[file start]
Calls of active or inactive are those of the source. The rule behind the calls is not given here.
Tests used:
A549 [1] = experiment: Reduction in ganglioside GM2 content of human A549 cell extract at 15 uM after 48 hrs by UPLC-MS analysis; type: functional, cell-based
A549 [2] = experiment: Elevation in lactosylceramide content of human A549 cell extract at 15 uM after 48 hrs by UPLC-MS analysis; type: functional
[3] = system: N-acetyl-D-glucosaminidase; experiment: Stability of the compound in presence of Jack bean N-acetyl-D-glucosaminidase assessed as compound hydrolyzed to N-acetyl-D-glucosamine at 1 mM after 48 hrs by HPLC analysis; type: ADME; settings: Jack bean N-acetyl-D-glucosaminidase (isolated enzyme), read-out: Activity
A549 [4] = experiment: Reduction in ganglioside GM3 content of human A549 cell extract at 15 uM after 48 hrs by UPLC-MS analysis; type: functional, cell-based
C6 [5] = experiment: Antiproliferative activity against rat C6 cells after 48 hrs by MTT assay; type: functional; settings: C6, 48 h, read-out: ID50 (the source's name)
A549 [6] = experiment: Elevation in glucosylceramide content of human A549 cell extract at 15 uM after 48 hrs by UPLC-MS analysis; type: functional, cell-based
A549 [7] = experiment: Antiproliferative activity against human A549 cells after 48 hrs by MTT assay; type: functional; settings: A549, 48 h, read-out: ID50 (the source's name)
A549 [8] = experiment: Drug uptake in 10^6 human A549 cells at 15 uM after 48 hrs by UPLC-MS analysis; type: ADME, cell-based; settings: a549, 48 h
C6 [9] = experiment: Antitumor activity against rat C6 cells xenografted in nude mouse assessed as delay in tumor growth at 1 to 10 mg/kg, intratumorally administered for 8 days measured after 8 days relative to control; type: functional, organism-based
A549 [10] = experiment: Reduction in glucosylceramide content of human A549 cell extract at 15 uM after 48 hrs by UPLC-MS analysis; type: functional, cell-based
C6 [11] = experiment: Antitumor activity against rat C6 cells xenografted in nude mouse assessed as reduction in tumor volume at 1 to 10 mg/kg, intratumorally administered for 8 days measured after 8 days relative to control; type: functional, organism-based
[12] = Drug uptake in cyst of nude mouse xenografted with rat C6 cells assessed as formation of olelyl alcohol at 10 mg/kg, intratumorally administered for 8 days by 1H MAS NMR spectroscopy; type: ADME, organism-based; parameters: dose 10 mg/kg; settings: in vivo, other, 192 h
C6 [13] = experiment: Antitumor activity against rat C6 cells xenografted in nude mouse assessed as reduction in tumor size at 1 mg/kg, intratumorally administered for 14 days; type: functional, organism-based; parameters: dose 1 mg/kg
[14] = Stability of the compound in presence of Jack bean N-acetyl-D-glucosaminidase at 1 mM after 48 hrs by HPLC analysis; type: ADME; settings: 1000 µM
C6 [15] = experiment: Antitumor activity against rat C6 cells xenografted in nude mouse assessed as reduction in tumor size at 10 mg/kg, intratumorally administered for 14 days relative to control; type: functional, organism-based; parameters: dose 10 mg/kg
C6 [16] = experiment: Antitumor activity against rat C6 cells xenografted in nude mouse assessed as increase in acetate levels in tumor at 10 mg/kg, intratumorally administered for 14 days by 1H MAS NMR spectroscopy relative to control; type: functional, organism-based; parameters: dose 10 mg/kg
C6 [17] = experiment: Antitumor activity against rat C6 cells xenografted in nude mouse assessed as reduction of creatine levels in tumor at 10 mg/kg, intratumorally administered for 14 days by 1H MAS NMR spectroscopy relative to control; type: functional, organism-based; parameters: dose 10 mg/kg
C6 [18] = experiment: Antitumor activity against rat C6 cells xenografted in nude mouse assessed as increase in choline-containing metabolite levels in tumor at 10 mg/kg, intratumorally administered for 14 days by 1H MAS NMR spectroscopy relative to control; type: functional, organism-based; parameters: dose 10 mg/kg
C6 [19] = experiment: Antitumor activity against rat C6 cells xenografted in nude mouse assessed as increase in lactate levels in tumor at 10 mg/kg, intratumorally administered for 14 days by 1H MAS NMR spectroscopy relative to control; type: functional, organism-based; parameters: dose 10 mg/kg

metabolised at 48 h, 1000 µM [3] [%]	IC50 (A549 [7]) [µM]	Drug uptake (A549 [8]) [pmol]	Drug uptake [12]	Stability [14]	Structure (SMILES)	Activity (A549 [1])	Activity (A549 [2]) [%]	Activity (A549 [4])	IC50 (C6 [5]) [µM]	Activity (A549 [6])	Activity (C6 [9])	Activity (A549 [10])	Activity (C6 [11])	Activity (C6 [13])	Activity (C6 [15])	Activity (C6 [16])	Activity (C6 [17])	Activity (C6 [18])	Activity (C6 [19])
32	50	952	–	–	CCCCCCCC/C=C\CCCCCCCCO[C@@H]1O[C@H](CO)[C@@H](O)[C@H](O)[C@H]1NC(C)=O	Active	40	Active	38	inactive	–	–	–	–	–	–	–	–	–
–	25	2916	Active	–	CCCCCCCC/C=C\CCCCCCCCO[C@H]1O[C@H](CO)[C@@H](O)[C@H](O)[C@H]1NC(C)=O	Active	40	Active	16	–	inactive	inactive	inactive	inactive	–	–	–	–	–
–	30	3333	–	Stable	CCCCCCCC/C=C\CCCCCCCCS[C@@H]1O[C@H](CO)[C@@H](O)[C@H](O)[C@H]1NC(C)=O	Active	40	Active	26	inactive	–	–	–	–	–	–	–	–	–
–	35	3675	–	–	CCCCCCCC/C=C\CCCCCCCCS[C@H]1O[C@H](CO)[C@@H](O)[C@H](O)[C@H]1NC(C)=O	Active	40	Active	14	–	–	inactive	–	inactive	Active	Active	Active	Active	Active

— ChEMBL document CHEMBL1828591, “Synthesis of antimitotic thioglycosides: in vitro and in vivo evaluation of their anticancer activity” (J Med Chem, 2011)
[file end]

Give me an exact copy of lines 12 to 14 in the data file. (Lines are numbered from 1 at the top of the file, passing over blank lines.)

A549 [10] = experiment: Reduction in glucosylceramide content of human A549 cell extract at 15 uM after 48 hrs by UPLC-MS analysis; type: functional, cell-based
C6 [11] = experiment: Antitumor activity against rat C6 cells xenografted in nude mouse assessed as reduction in tumor volume at 1 to 10 mg/kg, intratumorally administered for 8 days measured after 8 days relative to control; type: functional, organism-based
[12] = Drug uptake in cyst of nude mouse xenografted with rat C6 cells assessed as formation of olelyl alcohol at 10 mg/kg, intratumorally administered for 8 days by 1H MAS NMR spectroscopy; type: ADME, organism-based; parameters: dose 10 mg/kg; settings: in vivo, other, 192 h